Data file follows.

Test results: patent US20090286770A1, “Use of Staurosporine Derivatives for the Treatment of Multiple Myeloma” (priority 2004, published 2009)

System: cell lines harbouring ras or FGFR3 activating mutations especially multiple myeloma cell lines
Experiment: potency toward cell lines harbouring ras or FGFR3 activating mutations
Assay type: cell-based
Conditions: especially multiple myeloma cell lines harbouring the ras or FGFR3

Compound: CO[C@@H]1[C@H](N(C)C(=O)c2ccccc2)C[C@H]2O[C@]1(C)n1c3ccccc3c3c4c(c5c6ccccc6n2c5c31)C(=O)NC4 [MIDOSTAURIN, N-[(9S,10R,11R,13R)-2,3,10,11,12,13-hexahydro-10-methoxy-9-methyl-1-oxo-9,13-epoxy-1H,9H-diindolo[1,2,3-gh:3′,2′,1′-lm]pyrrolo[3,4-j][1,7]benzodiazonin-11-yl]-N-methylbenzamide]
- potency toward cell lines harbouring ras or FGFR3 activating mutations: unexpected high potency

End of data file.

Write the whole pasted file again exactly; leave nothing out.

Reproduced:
Test results: patent US20090286770A1, “Use of Staurosporine Derivatives for the Treatment of Multiple Myeloma” (priority 2004, published 2009)

System: cell lines harbouring ras or FGFR3 activating mutations especially multiple myeloma cell lines
Experiment: potency toward cell lines harbouring ras or FGFR3 activating mutations
Assay type: cell-based
Conditions: especially multiple myeloma cell lines harbouring the ras or FGFR3

Compound: CO[C@@H]1[C@H](N(C)C(=O)c2ccccc2)C[C@H]2O[C@]1(C)n1c3ccccc3c3c4c(c5c6ccccc6n2c5c31)C(=O)NC4 [MIDOSTAURIN, N-[(9S,10R,11R,13R)-2,3,10,11,12,13-hexahydro-10-methoxy-9-methyl-1-oxo-9,13-epoxy-1H,9H-diindolo[1,2,3-gh:3′,2′,1′-lm]pyrrolo[3,4-j][1,7]benzodiazonin-11-yl]-N-methylbenzamide]
- potency toward cell lines harbouring ras or FGFR3 activating mutations: unexpected high potency